I’m not a great believer in New Year’s resolutions (they generally last no more than a week), so I gave up making them years ago. This year, though, I do want to make one—one that is related to my health and fitness. I want to lose 10–15 pounds by June 2015.
Here’s what prompted that resolution:
I think I felt healthiest when my BMI was about 21.6, but I’d be happy to get my BMI back in the range 22.5–23, which is where it was around 6–10 years ago. Most of the weight I’ve put on since then is around my waist, which is not a healthy place to be adding weight—I wouldn’t have minded adding muscle mass, but the gain has clearly been in flab, not muscle.
Of course, it isn’t enough just to decide to lose weight—I’m going to have to change some of my habits to achieve my goal. But which ones?
Exercise and diet are the two main contributors to weight gain or loss. So do I increase my exercise, limit my diet, or both?
I get adequate aerobic exercise (about 26.8 miles/week of bicycling—see the bike log below), and I’ve never been able to maintain an increased exercise program for more than a few weeks. So I don’t think that exercise will be a major part of my weight-loss program. I may try doing “core” exercises again to trim my waist a bit through increased muscle tone, but that won’t affect my weight significantly.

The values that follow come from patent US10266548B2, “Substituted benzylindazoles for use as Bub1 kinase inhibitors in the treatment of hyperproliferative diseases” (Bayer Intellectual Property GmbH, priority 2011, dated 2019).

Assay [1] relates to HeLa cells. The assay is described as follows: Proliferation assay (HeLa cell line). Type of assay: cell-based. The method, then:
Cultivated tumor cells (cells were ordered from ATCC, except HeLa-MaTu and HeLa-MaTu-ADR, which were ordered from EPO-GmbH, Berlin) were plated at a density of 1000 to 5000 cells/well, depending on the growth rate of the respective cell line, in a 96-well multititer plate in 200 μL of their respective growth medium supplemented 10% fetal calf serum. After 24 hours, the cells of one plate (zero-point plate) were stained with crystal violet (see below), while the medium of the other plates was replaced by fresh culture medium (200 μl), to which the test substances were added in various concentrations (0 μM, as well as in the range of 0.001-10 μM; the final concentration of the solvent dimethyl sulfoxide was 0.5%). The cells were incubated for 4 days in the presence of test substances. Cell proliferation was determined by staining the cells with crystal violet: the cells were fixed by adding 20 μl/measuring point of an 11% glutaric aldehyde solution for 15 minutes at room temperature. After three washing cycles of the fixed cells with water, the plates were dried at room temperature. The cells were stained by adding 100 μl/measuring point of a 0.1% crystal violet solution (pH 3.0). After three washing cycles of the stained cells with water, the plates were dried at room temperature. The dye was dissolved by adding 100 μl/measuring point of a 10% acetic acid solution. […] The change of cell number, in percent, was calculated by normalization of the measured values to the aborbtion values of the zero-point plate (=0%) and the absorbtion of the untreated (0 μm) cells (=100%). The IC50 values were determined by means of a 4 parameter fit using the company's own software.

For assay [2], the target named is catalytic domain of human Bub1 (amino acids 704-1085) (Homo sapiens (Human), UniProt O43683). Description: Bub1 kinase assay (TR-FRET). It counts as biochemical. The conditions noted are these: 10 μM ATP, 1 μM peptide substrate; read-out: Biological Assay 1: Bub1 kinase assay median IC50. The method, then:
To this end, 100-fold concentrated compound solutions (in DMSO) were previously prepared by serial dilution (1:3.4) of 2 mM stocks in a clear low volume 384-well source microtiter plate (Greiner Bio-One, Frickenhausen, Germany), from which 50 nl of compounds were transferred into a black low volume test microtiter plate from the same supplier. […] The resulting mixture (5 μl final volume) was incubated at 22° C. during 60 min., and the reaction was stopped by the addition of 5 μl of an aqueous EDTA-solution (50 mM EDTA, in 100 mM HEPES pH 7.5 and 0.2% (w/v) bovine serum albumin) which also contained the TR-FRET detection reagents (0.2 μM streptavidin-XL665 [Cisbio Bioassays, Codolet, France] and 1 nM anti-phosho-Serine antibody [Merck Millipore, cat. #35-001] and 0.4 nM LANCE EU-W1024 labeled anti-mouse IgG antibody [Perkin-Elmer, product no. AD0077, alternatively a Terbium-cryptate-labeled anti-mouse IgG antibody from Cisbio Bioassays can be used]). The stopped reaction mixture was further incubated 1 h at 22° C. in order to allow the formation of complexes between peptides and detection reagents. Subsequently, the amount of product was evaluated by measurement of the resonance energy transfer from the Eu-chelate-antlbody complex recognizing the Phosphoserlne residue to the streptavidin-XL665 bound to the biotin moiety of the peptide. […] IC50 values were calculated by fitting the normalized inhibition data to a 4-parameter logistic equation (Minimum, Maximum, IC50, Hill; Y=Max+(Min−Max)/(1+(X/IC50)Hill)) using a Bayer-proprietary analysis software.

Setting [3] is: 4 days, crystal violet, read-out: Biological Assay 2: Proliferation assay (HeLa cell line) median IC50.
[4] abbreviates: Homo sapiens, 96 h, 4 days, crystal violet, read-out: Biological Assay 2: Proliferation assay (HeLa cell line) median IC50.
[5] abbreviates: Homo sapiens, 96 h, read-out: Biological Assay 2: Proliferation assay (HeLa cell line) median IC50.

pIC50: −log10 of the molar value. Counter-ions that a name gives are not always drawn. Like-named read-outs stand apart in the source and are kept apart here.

Given that I’m unlikely to sustain an increased exercise regime for long enough to lose much weight, it seems like my best bet will be to try to regulate my diet. I can ask my wife to help by not offering me fattening foods, but most of the effort will have to come from me controlling portion sizes and not eating snacks from the vending machine at work. Skipping lunch or bringing low-calorie lunches from home might help, but I often skip lunch already, so I don’t know how much having better lunch discipline will help. I think that the big changes will have to come in my evening meal.
I’ll try to cut back on some of the high-calorie foods (like cheese and ice cream) and increase my intake of bulky low-calorie foods (like vegetables). Changing habits that I developed when I was a skinny person is going to be hard, but I’m hopeful that I can reset the weight homeostasis back to what it was a decade ago, and that within six months new dietary habits will be sufficiently established to be able to maintain the weight without struggle.